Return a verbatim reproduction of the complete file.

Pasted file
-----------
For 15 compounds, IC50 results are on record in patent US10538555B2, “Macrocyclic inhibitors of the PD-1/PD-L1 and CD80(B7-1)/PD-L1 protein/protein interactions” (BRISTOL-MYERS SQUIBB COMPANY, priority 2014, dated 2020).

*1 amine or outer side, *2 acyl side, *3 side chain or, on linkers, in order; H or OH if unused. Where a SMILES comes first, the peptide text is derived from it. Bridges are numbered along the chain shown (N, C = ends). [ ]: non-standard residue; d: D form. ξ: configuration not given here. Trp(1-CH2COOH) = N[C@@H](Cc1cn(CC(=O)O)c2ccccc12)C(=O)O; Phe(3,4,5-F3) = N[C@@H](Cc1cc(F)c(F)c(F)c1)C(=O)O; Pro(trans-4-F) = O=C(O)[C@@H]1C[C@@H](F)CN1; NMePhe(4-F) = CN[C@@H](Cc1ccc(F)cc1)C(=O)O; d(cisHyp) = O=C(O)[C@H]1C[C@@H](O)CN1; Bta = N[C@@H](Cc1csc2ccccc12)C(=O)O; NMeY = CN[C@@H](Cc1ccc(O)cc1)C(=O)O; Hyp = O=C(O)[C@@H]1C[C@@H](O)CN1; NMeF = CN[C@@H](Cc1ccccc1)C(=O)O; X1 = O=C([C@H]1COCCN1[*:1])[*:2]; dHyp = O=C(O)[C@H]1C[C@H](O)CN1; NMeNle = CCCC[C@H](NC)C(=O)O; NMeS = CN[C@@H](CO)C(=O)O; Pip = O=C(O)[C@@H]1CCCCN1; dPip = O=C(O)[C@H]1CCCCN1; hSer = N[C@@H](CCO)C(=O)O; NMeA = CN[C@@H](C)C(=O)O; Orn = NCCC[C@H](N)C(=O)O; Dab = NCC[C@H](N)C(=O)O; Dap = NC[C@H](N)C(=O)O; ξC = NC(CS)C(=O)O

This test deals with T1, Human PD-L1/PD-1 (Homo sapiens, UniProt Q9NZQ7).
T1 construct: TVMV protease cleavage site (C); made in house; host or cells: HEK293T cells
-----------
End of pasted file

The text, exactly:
For 15 compounds, IC50 results are on record in patent US10538555B2, “Macrocyclic inhibitors of the PD-1/PD-L1 and CD80(B7-1)/PD-L1 protein/protein interactions” (BRISTOL-MYERS SQUIBB COMPANY, priority 2014, dated 2020).

*1 amine or outer side, *2 acyl side, *3 side chain or, on linkers, in order; H or OH if unused. Where a SMILES comes first, the peptide text is derived from it. Bridges are numbered along the chain shown (N, C = ends). [ ]: non-standard residue; d: D form. ξ: configuration not given here. Trp(1-CH2COOH) = N[C@@H](Cc1cn(CC(=O)O)c2ccccc12)C(=O)O; Phe(3,4,5-F3) = N[C@@H](Cc1cc(F)c(F)c(F)c1)C(=O)O; Pro(trans-4-F) = O=C(O)[C@@H]1C[C@@H](F)CN1; NMePhe(4-F) = CN[C@@H](Cc1ccc(F)cc1)C(=O)O; d(cisHyp) = O=C(O)[C@H]1C[C@@H](O)CN1; Bta = N[C@@H](Cc1csc2ccccc12)C(=O)O; NMeY = CN[C@@H](Cc1ccc(O)cc1)C(=O)O; Hyp = O=C(O)[C@@H]1C[C@@H](O)CN1; NMeF = CN[C@@H](Cc1ccccc1)C(=O)O; X1 = O=C([C@H]1COCCN1[*:1])[*:2]; dHyp = O=C(O)[C@H]1C[C@H](O)CN1; NMeNle = CCCC[C@H](NC)C(=O)O; NMeS = CN[C@@H](CO)C(=O)O; Pip = O=C(O)[C@@H]1CCCCN1; dPip = O=C(O)[C@H]1CCCCN1; hSer = N[C@@H](CCO)C(=O)O; NMeA = CN[C@@H](C)C(=O)O; Orn = NCCC[C@H](N)C(=O)O; Dab = NCC[C@H](N)C(=O)O; Dap = NC[C@H](N)C(=O)O; ξC = NC(CS)C(=O)O

This test deals with T1, Human PD-L1/PD-1 (Homo sapiens, UniProt Q9NZQ7).
T1 construct: TVMV protease cleavage site (C); made in house; host or cells: HEK293T cells